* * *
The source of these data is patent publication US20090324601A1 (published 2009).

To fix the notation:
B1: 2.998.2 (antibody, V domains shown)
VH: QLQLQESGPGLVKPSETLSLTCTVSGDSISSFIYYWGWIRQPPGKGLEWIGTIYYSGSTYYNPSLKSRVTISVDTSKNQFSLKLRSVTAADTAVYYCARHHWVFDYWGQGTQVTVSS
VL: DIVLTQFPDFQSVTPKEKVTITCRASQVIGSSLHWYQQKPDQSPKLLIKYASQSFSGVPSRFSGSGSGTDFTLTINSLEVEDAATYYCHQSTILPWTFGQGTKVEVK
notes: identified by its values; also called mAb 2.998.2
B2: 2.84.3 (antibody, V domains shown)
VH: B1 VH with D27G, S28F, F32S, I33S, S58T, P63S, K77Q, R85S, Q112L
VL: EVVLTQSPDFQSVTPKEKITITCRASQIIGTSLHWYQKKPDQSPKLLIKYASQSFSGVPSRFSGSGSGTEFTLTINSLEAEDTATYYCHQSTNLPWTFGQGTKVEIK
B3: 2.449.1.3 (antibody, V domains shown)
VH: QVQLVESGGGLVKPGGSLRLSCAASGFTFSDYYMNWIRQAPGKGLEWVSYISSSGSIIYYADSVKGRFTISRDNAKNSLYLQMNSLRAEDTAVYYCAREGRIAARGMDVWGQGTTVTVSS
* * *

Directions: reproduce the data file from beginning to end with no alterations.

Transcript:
The source of these data is patent publication US20090324601A1 (published 2009).

To fix the notation:
B1: 2.998.2 (antibody, V domains shown)
VH: QLQLQESGPGLVKPSETLSLTCTVSGDSISSFIYYWGWIRQPPGKGLEWIGTIYYSGSTYYNPSLKSRVTISVDTSKNQFSLKLRSVTAADTAVYYCARHHWVFDYWGQGTQVTVSS
VL: DIVLTQFPDFQSVTPKEKVTITCRASQVIGSSLHWYQQKPDQSPKLLIKYASQSFSGVPSRFSGSGSGTDFTLTINSLEVEDAATYYCHQSTILPWTFGQGTKVEVK
notes: identified by its values; also called mAb 2.998.2
B2: 2.84.3 (antibody, V domains shown)
VH: B1 VH with D27G, S28F, F32S, I33S, S58T, P63S, K77Q, R85S, Q112L
VL: EVVLTQSPDFQSVTPKEKITITCRASQIIGTSLHWYQKKPDQSPKLLIKYASQSFSGVPSRFSGSGSGTEFTLTINSLEAEDTATYYCHQSTNLPWTFGQGTKVEIK
B3: 2.449.1.3 (antibody, V domains shown)
VH: QVQLVESGGGLVKPGGSLRLSCAASGFTFSDYYMNWIRQAPGKGLEWVSYISSSGSIIYYADSVKGRFTISRDNAKNSLYLQMNSLRAEDTAVYYCAREGRIAARGMDVWGQGTTVTVSS